The double Olympic gold medallists sit down to discuss their desire to win, recovering from serious injury – and whether Andy has forgiven his wife Kim for that SPOTY vote…
THEIR respective sports may be poles apart, but when we brought together double Olympic champion and triple Grand Slam-winning tennis player Sir Andy Murray with dual gold medal-winning showjumper Nick Skelton, veteran of seven Olympics with 17 championship medals to his name, they discovered a wealth of common ground. Sit back and enjoy being a fly on the wall for this unique chat between two sporting legends…
NICK SKELTON: Even though I competed in showjumping for over 40 years, nothing beats the buzz of trotting into the arena; I never got tired of it because every horse and each course of fences threw up new challenges. How do you stay motivated? Do you still get the same buzz walking onto court as you did 20 years ago?
SIR ANDY MURRAY: I love playing tennis as much now as I did when I started. I think having time off with an injury really helped me to realise that. I don’t think I could do what I do with all the training and travel and the recent injuries, without getting a buzz from the game still. In terms of motivation, I’m still really driven to go out and win matches. The challenges are different now, but I’ve still got the same work ethic and desire to win. I think that’s just something within me.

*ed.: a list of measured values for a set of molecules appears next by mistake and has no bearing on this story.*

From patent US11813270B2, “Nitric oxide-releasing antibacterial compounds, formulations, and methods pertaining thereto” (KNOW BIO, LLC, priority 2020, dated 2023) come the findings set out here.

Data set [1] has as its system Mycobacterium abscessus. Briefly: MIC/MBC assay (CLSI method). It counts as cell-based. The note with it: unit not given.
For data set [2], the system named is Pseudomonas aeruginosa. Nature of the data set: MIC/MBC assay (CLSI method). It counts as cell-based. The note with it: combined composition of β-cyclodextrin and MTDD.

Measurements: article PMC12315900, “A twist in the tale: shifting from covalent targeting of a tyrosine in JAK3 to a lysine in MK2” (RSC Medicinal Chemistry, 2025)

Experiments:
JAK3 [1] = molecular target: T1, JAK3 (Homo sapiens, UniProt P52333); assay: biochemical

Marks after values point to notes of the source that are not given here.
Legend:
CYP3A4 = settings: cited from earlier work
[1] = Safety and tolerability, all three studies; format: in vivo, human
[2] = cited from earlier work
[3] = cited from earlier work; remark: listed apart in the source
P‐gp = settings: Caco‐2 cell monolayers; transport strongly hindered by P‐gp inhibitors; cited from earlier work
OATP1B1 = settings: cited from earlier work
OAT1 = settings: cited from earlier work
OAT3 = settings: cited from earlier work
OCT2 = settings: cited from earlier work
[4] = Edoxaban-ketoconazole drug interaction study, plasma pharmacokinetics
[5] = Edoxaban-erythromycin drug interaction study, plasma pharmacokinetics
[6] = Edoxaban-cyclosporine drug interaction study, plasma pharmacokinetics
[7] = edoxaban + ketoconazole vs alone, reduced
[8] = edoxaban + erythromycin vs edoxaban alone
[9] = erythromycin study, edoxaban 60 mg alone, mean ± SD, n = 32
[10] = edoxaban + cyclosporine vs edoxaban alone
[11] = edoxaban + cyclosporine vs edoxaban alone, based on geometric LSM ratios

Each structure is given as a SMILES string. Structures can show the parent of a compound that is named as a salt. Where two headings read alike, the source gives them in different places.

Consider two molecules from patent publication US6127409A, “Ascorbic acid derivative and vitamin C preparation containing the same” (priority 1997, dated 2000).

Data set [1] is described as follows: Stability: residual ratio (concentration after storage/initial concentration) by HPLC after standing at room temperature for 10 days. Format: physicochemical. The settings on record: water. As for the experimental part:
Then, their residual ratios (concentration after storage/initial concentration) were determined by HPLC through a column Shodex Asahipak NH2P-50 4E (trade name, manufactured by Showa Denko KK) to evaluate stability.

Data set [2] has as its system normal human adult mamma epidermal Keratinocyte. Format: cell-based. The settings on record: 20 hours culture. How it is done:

NICK: Showjumping has become a big-money sport but the Olympics always remained the pinnacle for me – how does it compare in tennis and for you personally?
ANDY: In tennis, the Grand Slams are really considered the pinnacle of achievement, but winning the Olympics was a real highlight for me. It’s one of my proudest achievements – not much compares with standing on the podium having competed for your country. I also really enjoyed being part of Team GB. I’m planning to defend my medal this year in Tokyo.
You have won so many things and have so many accolades – what is your proudest achievement?
NICK: Winning individual gold in Rio was undoubtedly my proudest moment – as you say, standing on that podium when you’ve done it not only for yourself but for your country, the whole team at home and all the people that have helped you over the years meant so much. But I’ve always said that winning on home turf with the whole crowd behind you is an amazing feeling and being part of the team that won gold in London was really special, too.
Dealing with injuries
NICK: I’m pretty relaxed but I think a few pre-competition nerves are healthy – do you get nervous before a match and how do you cope with pressure? Do you have any pre-match rituals or superstitions?
ANDY: I often get nerves but I actually think that it’s a good thing, it shows you care. There was always a lot of pressure on me around Wimbledon and I used to find that difficult to deal with. I perform better when I’m under pressure so it helps me in a strange kind of way.
I don’t really have any pre-match rituals – I know a lot of athletes do. We tend to follow the same routine before a match in terms of when I eat, how I warm up, opponent analysis and so on, but there aren’t any rituals.
NICK: One of the hardest things I’ve ever had to deal with was coping with the unbearable pain in my back in my later years and being told I would never ride again after breaking my neck in 2000. You’ve obviously been experiencing something similar with your hip and consequent surgery, how have you coped with that and your recuperation? Are you a good patient?